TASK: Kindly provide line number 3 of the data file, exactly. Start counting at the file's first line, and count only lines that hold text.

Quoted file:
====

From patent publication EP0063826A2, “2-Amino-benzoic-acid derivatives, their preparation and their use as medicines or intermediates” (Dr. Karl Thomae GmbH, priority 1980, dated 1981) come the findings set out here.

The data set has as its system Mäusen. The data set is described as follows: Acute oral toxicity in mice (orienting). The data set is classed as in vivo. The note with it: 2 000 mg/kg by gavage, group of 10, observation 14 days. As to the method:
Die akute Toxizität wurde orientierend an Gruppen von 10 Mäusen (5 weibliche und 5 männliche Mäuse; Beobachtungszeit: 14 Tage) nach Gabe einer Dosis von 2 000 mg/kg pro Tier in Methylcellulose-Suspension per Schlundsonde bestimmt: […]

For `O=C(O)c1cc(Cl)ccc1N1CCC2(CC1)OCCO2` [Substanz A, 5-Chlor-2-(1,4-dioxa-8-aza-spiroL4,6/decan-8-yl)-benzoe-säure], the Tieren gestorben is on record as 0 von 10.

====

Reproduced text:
Die akute Toxizität wurde orientierend an Gruppen von 10 Mäusen (5 weibliche und 5 männliche Mäuse; Beobachtungszeit: 14 Tage) nach Gabe einer Dosis von 2 000 mg/kg pro Tier in Methylcellulose-Suspension per Schlundsonde bestimmt: […]